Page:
Trip Gabriel has argued in her news article that universities are witnessing widespread plagiarism since an increasing number of students assume that the online material is accessible for everyone.
As she has pointed out, using correct citation is a safe way to avoid plagiarism; however, according to some plagiarism specialists, nowadays students are so accustomed to sharing information in cyberspace that they simply take advantage of the digital technology, copying sentences directly into their papers without taking the copyright issues seriously.
Surveys conducted by Donald McCabe (2006-2010) have shown the moral decline on plagiarism. This prevalent phenomenon can be explained through many reasons. Sarah Brookover has powerfully stated that the new concept of intangible texts should take the blame for high rated plagiarism as reading webpages – a non-physical action – will increase a false sensation of “this [belongs] to me”. The challenge of authorship (Blum, 2009) is another visible reason: the glorious idea of individualism developed in Enlightenment Age and the awareness of intellectual property rights are both fading away. Criticisms over Helene Hegemann’s first novel, Axolotl Roadkil, have generated the public concern that young adults tend to regard the mixture of old and new sources as “art of cut and paste” (Zeitung, 2010) rather than misdeed of copying. Last but not least, the strict academic writing standards (Wilensky), and the unwillingness to create compositions (Dudley) share the responsibilities for reported college plagiarism cases.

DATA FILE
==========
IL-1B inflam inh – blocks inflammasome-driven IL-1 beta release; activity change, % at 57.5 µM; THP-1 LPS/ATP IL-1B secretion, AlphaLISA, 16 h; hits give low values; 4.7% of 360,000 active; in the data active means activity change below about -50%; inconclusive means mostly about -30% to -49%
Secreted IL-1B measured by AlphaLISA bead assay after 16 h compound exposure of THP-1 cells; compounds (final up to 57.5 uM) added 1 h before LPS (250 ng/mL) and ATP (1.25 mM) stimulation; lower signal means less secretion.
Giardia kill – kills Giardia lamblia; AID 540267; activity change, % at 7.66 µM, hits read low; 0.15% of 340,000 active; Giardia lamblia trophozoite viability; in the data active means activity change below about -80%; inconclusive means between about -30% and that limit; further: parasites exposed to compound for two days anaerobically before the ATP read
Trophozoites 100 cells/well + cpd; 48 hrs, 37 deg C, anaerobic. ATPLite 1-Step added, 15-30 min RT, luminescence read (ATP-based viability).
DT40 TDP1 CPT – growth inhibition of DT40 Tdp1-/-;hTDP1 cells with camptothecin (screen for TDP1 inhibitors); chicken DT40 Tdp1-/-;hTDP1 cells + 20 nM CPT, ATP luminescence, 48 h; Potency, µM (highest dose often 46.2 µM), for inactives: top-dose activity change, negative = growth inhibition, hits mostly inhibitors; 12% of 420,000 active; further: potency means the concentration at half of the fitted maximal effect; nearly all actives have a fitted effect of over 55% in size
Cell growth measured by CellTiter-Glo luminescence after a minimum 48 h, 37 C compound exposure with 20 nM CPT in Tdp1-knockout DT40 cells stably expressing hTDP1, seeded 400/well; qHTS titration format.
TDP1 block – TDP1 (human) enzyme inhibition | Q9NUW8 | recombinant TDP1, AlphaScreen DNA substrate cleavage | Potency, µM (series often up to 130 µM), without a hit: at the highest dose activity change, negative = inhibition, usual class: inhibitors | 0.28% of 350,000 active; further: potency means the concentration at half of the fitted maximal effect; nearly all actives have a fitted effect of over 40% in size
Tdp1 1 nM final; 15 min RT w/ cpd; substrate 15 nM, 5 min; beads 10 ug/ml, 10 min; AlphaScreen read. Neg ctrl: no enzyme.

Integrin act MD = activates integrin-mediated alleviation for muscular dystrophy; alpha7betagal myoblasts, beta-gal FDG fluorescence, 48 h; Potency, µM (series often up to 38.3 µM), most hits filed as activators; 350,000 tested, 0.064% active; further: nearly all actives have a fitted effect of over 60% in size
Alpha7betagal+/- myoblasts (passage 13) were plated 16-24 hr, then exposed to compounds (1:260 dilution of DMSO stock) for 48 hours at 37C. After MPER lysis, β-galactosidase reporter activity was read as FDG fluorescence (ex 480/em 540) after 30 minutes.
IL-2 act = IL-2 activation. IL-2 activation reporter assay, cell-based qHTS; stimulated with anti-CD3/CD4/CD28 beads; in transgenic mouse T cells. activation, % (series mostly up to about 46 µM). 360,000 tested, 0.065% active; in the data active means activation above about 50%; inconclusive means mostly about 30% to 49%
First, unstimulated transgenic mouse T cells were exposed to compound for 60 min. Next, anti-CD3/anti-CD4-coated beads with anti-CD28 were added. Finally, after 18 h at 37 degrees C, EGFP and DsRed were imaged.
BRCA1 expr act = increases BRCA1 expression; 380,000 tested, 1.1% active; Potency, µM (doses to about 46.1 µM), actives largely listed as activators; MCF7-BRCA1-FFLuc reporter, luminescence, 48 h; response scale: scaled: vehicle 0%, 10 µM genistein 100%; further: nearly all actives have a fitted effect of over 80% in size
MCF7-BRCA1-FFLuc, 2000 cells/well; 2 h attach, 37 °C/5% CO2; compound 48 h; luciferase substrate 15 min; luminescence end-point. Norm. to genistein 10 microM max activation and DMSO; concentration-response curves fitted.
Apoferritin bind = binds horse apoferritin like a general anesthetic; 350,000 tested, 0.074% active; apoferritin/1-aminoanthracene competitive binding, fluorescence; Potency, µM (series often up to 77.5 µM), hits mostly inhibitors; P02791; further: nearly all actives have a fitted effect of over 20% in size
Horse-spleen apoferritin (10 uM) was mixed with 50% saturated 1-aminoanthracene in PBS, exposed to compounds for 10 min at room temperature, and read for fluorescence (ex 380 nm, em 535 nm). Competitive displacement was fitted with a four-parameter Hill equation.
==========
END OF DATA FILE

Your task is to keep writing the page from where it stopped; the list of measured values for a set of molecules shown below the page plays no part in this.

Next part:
Gabriel, T. (2010, August 1) Plagiarism Lines Blur for Students in Digital Age. New York Times, A1.